'Don't blame all mistakes on apartheid'
PUBLIC Protector Thuli Madonsela has spoken out strongly against the apartheid legacy being used to shield some of the government's failures, particularly the dire state of the country's education and appalling conditions under which some people live, 18 years after democracy.
Madonsela said the government was constitutionally obliged to improve the conditions of the people.
"We have a right to blame a lot on apartheid, but can we blame all of it on the legacy of apartheid," she said before going into a narrative about a woman who was forced to live in a house that had human excrement floating in the yard because of shoddy work.
She was delivering a lecture on apartheid activist Helen Joseph at the University of Johannesburg on Tuesday night.
President Jacob Zuma has in one of his radio interviews blamed apartheid architect Hendrik Verwoerd for the failure of the current education system to supply books to pupils in Limpopo.
Madonsela said women in influential positions needed to act more strongly to better people's lives and shape democracy, instead of acting like proxies. "Many women leaders occupy positions of power and privilege ... the challenge is to leverage the option of power and give a voice to the voiceless, and using authority to make a difference.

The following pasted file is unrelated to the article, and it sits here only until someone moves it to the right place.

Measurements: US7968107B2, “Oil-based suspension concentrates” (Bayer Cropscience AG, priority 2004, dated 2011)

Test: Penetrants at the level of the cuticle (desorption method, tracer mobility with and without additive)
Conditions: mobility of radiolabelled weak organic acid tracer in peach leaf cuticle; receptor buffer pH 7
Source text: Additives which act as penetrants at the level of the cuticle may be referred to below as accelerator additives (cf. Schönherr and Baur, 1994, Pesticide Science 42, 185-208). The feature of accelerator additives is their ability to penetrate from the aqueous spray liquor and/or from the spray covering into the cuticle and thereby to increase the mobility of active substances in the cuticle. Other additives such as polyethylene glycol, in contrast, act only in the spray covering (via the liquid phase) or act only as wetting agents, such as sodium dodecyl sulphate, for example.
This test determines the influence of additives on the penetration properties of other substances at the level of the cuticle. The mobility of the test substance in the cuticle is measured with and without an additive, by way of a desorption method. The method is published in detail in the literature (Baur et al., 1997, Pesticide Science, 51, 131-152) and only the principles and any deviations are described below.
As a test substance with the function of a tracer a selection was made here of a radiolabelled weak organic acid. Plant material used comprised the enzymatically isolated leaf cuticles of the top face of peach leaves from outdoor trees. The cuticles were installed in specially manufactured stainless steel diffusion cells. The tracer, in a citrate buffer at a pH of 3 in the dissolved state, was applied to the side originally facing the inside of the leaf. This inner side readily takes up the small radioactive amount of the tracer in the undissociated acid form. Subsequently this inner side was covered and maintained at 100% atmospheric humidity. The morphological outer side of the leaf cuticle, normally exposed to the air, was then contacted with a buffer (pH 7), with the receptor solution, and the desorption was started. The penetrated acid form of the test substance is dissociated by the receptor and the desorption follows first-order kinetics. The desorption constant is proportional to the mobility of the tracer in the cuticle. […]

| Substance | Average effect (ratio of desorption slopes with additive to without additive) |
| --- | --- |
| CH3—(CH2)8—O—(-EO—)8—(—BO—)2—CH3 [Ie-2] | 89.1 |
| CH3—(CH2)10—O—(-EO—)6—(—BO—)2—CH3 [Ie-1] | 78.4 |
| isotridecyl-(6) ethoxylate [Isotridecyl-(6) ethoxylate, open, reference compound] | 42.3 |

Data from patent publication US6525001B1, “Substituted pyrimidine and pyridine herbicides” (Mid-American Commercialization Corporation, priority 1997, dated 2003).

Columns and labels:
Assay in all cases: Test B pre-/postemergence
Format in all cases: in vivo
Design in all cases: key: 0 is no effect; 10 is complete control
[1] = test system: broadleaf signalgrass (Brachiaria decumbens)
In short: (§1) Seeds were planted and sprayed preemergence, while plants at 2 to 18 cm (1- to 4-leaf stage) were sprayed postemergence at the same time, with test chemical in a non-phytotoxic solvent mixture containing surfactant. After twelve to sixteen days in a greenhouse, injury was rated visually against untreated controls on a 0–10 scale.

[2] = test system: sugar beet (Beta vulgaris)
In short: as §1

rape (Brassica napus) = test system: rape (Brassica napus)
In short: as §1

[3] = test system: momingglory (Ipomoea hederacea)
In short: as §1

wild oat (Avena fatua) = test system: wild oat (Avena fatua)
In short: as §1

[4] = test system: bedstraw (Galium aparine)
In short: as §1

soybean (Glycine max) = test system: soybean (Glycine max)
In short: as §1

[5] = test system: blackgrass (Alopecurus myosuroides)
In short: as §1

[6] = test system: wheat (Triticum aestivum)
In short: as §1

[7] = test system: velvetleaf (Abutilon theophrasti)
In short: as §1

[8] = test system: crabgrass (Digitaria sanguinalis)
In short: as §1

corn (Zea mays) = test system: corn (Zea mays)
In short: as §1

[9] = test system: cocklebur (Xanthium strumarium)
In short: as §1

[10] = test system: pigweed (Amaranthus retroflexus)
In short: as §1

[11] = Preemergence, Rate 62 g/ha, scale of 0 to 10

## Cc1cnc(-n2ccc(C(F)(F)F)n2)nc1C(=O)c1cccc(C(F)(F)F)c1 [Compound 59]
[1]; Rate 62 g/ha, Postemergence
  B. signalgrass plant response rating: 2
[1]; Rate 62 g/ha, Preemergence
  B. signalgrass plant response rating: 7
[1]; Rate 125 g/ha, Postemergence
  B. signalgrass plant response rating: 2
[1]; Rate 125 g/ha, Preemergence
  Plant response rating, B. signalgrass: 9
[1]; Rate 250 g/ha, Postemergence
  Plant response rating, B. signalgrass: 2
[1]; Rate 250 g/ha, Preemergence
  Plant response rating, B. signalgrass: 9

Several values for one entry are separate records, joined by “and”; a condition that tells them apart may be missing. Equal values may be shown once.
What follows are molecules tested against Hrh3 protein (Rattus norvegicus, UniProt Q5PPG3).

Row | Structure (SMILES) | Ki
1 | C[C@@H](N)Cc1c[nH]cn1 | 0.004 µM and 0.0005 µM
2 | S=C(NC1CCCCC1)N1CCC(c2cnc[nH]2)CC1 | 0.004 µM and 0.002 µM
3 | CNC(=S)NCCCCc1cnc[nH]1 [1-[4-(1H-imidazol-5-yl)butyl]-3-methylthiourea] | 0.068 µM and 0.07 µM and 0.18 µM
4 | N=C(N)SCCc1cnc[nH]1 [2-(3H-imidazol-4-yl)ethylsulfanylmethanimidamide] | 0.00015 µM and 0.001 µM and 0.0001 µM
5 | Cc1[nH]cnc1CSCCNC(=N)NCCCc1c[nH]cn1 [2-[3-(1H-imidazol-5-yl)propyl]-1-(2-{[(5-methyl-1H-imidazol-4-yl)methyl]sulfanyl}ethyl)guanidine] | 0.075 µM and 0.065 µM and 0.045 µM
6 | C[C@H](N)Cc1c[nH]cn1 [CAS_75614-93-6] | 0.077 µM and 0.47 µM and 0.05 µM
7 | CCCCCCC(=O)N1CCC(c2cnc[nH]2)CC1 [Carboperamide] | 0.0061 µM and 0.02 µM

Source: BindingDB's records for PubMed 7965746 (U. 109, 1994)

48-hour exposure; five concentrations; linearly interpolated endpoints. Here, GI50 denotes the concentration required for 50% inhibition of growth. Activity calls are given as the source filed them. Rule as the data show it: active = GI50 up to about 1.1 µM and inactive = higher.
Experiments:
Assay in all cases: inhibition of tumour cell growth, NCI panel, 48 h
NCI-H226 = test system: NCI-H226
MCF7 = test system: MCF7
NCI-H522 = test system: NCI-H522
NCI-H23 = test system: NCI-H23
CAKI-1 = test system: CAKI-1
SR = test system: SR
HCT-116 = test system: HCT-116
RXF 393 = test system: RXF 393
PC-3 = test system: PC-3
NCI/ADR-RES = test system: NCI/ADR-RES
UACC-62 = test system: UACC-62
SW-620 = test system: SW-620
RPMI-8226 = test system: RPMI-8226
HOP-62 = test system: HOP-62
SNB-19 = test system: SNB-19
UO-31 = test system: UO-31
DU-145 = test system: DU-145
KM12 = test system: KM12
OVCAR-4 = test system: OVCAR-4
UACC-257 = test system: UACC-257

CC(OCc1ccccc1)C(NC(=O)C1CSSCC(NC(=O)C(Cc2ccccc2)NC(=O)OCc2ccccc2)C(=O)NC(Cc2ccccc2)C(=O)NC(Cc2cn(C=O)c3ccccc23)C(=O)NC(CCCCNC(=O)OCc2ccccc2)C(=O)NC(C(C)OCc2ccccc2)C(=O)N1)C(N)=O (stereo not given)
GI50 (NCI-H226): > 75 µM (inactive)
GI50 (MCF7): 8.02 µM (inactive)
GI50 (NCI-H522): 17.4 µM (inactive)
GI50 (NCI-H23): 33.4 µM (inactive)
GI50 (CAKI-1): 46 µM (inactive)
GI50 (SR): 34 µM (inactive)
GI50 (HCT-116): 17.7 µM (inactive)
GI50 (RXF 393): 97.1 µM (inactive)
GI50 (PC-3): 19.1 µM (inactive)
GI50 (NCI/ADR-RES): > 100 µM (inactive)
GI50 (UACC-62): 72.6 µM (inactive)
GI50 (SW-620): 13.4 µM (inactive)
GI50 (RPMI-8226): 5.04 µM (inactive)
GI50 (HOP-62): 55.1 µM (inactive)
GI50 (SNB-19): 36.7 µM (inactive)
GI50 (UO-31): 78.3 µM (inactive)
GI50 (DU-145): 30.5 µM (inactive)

"What do we do when we see mud schools and children of four classes learning in one class? Do we accept the excuse that this is the legacy of apartheid or do we agree we can do better. We need to start speaking truth to power," she said.
She lamented corruption, saying there was no progress in clamping down on it. This was one area that needed attention to ensure that it did not derail the constitutional promise of a better life.
In what could be interpreted as a move to ward off fears about questions raised about her office, Madonsela said her political beliefs did not mean she could not find common ground with South Africans on issues that affected them.
The ANC recently criticised her for attending a Woman's Day event hosted by the Democratic Alliance.
Madonsela hit back, saying she was unfazed by the criticism and that her office would not arbitrarily adapt operations because one organisation wants things to be done a certain way.